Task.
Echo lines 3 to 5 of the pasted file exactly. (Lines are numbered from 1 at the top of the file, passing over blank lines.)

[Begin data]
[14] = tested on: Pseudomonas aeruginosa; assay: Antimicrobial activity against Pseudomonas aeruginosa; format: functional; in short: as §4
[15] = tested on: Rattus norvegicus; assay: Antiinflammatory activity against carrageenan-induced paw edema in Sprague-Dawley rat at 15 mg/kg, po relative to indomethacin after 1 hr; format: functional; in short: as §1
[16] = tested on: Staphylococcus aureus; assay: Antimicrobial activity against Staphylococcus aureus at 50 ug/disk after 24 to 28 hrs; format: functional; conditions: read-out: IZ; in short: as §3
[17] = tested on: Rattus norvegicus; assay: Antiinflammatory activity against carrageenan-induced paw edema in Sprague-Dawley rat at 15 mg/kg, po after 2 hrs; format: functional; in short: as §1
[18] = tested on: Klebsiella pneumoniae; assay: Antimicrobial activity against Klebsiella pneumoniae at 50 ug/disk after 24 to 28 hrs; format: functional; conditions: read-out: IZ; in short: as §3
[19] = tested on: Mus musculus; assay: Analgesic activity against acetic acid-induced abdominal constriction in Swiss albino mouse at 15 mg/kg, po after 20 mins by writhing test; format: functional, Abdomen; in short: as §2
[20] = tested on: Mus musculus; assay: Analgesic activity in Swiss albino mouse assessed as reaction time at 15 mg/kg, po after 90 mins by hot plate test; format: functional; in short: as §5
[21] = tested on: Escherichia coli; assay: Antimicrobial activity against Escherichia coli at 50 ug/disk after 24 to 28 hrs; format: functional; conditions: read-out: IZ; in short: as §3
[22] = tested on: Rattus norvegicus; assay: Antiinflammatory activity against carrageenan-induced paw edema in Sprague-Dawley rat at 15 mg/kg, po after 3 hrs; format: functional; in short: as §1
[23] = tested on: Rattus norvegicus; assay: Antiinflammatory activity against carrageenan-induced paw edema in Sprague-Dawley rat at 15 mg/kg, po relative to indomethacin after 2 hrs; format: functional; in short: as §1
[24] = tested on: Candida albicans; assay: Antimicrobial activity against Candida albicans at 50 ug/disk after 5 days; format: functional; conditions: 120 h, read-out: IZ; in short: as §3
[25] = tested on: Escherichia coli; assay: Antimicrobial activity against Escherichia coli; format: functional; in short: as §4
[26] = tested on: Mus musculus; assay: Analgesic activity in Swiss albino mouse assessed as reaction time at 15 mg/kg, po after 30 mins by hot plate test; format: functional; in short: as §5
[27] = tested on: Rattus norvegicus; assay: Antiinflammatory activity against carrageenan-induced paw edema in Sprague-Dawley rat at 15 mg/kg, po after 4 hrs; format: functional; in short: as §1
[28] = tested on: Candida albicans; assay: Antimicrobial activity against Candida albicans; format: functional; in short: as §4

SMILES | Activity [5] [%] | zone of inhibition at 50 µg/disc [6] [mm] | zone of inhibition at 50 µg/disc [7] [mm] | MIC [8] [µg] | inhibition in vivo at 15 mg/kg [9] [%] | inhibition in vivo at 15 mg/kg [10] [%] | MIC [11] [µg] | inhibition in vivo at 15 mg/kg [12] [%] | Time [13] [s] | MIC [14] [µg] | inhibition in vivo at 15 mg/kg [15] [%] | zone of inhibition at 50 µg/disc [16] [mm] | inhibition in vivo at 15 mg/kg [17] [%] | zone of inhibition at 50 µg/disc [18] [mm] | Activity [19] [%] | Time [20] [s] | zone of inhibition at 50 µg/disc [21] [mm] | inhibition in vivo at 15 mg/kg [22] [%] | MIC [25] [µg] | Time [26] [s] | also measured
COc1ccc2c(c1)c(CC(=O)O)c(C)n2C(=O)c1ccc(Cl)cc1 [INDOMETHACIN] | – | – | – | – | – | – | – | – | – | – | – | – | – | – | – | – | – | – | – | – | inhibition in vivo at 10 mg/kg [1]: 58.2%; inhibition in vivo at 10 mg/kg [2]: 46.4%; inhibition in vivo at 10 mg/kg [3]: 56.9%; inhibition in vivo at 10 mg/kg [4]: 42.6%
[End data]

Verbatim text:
[16] = tested on: Staphylococcus aureus; assay: Antimicrobial activity against Staphylococcus aureus at 50 ug/disk after 24 to 28 hrs; format: functional; conditions: read-out: IZ; in short: as §3
[17] = tested on: Rattus norvegicus; assay: Antiinflammatory activity against carrageenan-induced paw edema in Sprague-Dawley rat at 15 mg/kg, po after 2 hrs; format: functional; in short: as §1
[18] = tested on: Klebsiella pneumoniae; assay: Antimicrobial activity against Klebsiella pneumoniae at 50 ug/disk after 24 to 28 hrs; format: functional; conditions: read-out: IZ; in short: as §3